Thursday, October 4, 2012

FDA Meeting Addressed Biomet Issues





Two representatives for Biomet’s metal-on-metal hip replacement products may have avoided talking about some serious issues at an FDA meeting earlier this summer. While they claimed that Biomet is safer than other metal-on-metal hip implants because they contain less cobalt-chrome, research has found high titanium levels in Biomet hip implant patients. Biomet’s presentation also focused on their M2a-Magnum device when registry data shows a significantly higher revision rate with a different Biomet device.

Dave Schroeder of the Research Department at Biomet explained how the M2a-Magnum design minimizes “edge loading,” or the chisel-like effect that occurs when the ball grinds against the socket and sheds metal debris into a person’s bloodstream. Instead, he blamed edge loading on patients’ individual bodies and doctors’ placement of the device. Dr. Jing Xie, in charge of Biomet’s Global Clinical Research, followed up with praise for the device because of its lower cobalt-chrome levels in patients’ blood samples. She explained that the Biomet “M2a-Magnum has the lowest cobalt level” in follow-up research, most likely due to its “unique design of adapter sleeve, which is made of titanium.” However, Dr. Xie did not mention the high levels of titanium found in patients’ bodies which can also lead to hip replacement failure.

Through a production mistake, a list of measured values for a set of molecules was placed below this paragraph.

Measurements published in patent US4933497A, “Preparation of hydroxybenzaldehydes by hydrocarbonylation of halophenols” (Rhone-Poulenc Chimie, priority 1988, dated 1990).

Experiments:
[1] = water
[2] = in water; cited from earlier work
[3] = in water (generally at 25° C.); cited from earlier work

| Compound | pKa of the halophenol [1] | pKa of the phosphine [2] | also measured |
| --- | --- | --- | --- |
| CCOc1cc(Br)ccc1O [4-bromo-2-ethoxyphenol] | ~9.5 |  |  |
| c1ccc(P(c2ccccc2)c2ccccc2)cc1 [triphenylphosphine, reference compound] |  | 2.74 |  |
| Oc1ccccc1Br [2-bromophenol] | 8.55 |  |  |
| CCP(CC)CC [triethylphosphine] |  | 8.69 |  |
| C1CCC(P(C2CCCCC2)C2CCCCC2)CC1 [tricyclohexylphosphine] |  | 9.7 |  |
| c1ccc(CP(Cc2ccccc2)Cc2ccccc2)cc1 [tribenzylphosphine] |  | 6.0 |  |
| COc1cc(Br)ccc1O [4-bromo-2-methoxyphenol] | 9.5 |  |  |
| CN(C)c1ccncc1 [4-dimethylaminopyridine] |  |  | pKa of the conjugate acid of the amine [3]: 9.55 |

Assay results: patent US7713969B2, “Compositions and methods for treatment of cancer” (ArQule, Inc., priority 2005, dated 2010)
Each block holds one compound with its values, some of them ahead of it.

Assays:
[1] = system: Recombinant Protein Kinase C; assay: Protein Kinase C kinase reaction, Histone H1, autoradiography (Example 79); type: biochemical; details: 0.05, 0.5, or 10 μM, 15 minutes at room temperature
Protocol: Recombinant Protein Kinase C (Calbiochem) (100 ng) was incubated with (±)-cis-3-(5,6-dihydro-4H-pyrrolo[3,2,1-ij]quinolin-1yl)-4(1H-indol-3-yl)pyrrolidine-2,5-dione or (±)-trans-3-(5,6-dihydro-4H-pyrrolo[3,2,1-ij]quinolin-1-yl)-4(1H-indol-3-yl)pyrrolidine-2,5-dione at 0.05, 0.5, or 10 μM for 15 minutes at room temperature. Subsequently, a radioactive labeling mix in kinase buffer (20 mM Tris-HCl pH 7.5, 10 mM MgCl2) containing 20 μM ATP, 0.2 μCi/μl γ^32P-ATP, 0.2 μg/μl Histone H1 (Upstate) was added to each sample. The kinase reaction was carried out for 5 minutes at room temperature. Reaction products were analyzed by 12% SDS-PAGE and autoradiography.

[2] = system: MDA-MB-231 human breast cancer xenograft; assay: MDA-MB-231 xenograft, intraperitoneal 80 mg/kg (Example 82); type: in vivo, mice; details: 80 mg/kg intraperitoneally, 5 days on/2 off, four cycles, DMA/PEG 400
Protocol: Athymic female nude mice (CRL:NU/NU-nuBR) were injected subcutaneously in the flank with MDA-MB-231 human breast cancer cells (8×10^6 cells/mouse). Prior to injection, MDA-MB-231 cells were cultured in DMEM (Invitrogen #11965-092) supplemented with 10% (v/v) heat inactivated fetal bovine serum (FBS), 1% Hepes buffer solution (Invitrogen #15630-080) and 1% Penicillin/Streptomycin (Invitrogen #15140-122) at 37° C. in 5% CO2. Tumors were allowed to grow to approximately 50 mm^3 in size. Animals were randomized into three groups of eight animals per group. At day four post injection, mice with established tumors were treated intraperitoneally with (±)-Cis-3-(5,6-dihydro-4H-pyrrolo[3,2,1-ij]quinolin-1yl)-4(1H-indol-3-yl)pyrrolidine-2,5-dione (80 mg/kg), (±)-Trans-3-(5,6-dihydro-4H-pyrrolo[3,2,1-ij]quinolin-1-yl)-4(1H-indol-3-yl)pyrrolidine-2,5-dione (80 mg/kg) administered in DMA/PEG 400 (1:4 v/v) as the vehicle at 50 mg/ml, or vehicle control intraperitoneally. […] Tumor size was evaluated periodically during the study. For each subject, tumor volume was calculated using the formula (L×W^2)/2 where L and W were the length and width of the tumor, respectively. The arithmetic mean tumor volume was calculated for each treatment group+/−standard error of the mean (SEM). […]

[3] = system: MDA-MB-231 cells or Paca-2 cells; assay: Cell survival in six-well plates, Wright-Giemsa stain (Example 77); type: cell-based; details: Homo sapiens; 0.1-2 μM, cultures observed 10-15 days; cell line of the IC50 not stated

In response to the presentation, panel member Dr. Stephen Li pointed out that Schroeder and Xie discussed the M2a-38 implant in length without talking much about the higher revision rates of Biomet’s 32 mm metal-on-metal device.

In terms of the devices that Xie did mention, researchers “…do not see a higher failure rate in Biomet metal-on-metal hip system compared to other bearing surfaces.” However, if Biomet is yielding average statistics when compared to similar products – including those that have been recalled due to failure rates – Li explained that the device is still “mediocre,” because there are many devices that perform much better than average.

The Biomet reps’ presentation did not fully describe the potential problems with their metal-on-metal hip implants. Patients who require hip replacement surgery should not rely on medical device companies alone for information. When corrosion, metal poisoning, bone loss and other problems lead to hip implant failure, Biomet patients should speak with a hip recall lawyer to protect their legal rights.

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